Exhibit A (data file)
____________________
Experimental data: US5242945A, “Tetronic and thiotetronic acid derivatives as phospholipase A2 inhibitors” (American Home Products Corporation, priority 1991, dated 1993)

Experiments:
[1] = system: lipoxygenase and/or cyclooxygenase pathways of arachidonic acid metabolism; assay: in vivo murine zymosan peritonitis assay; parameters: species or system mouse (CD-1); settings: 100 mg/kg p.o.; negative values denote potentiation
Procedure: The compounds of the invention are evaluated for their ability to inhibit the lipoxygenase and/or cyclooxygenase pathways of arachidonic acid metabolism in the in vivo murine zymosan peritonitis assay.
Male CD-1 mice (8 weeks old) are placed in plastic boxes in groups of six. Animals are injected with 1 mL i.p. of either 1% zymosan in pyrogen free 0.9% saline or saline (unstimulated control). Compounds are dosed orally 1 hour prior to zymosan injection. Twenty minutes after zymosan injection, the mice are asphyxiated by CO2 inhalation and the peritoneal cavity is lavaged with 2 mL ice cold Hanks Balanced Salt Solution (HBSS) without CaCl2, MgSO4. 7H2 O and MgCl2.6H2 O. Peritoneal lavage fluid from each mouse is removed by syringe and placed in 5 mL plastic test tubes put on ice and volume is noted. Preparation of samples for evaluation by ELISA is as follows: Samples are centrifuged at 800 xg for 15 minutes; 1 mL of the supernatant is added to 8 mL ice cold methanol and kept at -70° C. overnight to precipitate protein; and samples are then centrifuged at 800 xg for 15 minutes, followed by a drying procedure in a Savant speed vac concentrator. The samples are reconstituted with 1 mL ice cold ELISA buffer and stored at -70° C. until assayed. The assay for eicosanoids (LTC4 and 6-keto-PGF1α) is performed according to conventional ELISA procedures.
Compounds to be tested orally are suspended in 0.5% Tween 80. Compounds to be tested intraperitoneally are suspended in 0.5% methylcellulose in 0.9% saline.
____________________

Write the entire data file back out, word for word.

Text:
Experimental data: US5242945A, “Tetronic and thiotetronic acid derivatives as phospholipase A2 inhibitors” (American Home Products Corporation, priority 1991, dated 1993)

Experiments:
[1] = system: lipoxygenase and/or cyclooxygenase pathways of arachidonic acid metabolism; assay: in vivo murine zymosan peritonitis assay; parameters: species or system mouse (CD-1); settings: 100 mg/kg p.o.; negative values denote potentiation
Procedure: The compounds of the invention are evaluated for their ability to inhibit the lipoxygenase and/or cyclooxygenase pathways of arachidonic acid metabolism in the in vivo murine zymosan peritonitis assay.
Male CD-1 mice (8 weeks old) are placed in plastic boxes in groups of six. Animals are injected with 1 mL i.p. of either 1% zymosan in pyrogen free 0.9% saline or saline (unstimulated control). Compounds are dosed orally 1 hour prior to zymosan injection. Twenty minutes after zymosan injection, the mice are asphyxiated by CO2 inhalation and the peritoneal cavity is lavaged with 2 mL ice cold Hanks Balanced Salt Solution (HBSS) without CaCl2, MgSO4. 7H2 O and MgCl2.6H2 O. Peritoneal lavage fluid from each mouse is removed by syringe and placed in 5 mL plastic test tubes put on ice and volume is noted. Preparation of samples for evaluation by ELISA is as follows: Samples are centrifuged at 800 xg for 15 minutes; 1 mL of the supernatant is added to 8 mL ice cold methanol and kept at -70° C. overnight to precipitate protein; and samples are then centrifuged at 800 xg for 15 minutes, followed by a drying procedure in a Savant speed vac concentrator. The samples are reconstituted with 1 mL ice cold ELISA buffer and stored at -70° C. until assayed. The assay for eicosanoids (LTC4 and 6-keto-PGF1α) is performed according to conventional ELISA procedures.
Compounds to be tested orally are suspended in 0.5% Tween 80. Compounds to be tested intraperitoneally are suspended in 0.5% methylcellulose in 0.9% saline.